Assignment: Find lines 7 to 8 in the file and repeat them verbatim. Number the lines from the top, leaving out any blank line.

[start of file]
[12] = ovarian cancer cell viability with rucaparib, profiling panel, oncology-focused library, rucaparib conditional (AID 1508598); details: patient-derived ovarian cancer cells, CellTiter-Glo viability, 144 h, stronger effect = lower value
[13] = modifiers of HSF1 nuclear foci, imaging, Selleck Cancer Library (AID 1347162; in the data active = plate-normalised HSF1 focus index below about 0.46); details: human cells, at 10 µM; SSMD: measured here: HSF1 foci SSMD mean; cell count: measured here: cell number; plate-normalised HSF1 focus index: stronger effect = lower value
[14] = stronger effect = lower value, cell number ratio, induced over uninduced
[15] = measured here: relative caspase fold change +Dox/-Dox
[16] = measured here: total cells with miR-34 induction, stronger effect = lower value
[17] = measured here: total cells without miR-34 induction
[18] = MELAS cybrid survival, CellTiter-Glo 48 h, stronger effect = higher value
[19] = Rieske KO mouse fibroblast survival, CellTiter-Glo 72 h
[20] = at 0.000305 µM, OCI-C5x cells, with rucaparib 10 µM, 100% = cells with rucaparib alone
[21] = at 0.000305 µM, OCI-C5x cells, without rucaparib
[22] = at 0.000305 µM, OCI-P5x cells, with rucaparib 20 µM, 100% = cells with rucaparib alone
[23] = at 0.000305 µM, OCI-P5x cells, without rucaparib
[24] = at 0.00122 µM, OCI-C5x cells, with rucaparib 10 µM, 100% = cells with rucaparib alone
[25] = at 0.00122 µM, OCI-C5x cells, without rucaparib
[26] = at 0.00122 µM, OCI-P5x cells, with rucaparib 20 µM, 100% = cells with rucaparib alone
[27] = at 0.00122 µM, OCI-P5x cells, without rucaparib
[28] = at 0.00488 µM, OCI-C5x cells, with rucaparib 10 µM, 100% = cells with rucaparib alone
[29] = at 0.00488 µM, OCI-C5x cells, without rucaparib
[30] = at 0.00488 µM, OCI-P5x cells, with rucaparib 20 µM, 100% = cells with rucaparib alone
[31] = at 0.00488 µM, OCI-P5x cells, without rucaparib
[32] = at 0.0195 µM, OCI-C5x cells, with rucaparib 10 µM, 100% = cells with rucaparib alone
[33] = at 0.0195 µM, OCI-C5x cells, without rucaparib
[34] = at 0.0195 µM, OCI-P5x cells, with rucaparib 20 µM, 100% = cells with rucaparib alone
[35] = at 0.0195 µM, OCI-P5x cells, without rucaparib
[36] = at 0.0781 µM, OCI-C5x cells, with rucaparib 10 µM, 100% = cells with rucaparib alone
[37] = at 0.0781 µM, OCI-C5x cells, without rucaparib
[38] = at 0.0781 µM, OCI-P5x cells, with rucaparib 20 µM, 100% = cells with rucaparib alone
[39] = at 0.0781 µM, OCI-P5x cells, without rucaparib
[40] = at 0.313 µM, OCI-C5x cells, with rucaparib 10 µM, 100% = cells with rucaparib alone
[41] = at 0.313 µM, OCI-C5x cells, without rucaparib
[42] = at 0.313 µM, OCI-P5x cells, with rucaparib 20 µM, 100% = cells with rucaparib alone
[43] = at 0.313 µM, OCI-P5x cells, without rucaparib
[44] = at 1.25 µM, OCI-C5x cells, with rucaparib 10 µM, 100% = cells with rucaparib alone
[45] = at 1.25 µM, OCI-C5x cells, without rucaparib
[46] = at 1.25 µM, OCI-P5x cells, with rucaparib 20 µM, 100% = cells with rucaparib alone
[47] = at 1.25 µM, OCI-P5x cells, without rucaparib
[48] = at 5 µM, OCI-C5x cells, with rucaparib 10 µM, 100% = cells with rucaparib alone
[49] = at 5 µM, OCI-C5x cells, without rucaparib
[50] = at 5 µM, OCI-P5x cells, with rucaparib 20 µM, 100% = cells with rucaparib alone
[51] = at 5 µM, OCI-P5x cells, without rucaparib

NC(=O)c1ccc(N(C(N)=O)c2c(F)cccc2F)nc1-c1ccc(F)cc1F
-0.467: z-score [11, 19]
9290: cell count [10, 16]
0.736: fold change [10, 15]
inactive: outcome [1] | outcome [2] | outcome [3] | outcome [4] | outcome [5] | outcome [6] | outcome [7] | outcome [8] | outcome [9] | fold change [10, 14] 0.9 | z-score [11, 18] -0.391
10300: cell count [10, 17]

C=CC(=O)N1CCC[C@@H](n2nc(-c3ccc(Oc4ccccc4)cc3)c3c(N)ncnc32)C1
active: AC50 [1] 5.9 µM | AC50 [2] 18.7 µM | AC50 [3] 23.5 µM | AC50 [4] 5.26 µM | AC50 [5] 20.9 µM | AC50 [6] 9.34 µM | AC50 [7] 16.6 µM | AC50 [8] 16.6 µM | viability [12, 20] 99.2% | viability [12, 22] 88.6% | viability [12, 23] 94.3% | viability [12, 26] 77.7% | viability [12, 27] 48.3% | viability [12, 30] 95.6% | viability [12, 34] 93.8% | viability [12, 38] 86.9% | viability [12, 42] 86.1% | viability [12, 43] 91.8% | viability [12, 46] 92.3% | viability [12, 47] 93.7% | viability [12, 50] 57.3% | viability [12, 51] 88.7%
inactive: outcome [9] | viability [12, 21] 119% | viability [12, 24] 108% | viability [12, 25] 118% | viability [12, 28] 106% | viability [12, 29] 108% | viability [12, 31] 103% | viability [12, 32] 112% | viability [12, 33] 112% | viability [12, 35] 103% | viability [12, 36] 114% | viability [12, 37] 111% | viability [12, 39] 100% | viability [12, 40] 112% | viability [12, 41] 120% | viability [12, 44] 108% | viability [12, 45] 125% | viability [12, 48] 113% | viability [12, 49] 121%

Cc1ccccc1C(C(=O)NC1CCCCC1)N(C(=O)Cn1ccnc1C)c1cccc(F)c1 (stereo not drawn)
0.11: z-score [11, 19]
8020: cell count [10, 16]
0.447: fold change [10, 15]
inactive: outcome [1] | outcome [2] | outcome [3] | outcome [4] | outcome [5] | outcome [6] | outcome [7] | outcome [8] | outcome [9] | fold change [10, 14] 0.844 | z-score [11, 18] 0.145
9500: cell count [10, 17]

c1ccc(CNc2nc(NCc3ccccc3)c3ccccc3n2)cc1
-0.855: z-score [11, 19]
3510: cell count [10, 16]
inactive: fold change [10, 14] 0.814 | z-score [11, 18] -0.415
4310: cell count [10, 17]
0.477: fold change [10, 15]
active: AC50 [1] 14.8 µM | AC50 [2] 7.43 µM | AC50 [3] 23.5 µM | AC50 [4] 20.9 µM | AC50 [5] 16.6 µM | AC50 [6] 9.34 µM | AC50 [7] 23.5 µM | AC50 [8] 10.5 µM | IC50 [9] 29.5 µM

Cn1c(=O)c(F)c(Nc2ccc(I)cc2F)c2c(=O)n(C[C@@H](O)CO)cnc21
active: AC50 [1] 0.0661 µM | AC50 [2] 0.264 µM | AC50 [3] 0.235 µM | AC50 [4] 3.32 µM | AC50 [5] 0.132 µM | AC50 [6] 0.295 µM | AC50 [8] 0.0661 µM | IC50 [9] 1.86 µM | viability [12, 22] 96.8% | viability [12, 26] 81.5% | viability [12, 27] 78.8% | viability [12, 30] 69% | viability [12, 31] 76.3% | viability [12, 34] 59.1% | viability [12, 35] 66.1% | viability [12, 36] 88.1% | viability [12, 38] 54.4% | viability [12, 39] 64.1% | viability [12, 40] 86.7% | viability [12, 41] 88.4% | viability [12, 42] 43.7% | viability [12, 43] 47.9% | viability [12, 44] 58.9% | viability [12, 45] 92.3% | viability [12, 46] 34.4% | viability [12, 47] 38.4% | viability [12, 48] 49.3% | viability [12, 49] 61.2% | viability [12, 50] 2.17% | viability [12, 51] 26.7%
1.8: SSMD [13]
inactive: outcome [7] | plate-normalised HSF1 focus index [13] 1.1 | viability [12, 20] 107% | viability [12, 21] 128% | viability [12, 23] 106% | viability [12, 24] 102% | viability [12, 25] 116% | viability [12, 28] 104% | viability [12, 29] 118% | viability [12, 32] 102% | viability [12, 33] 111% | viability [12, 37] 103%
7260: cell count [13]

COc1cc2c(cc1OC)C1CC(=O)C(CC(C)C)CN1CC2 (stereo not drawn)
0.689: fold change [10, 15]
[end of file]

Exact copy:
[18] = MELAS cybrid survival, CellTiter-Glo 48 h, stronger effect = higher value
[19] = Rieske KO mouse fibroblast survival, CellTiter-Glo 72 h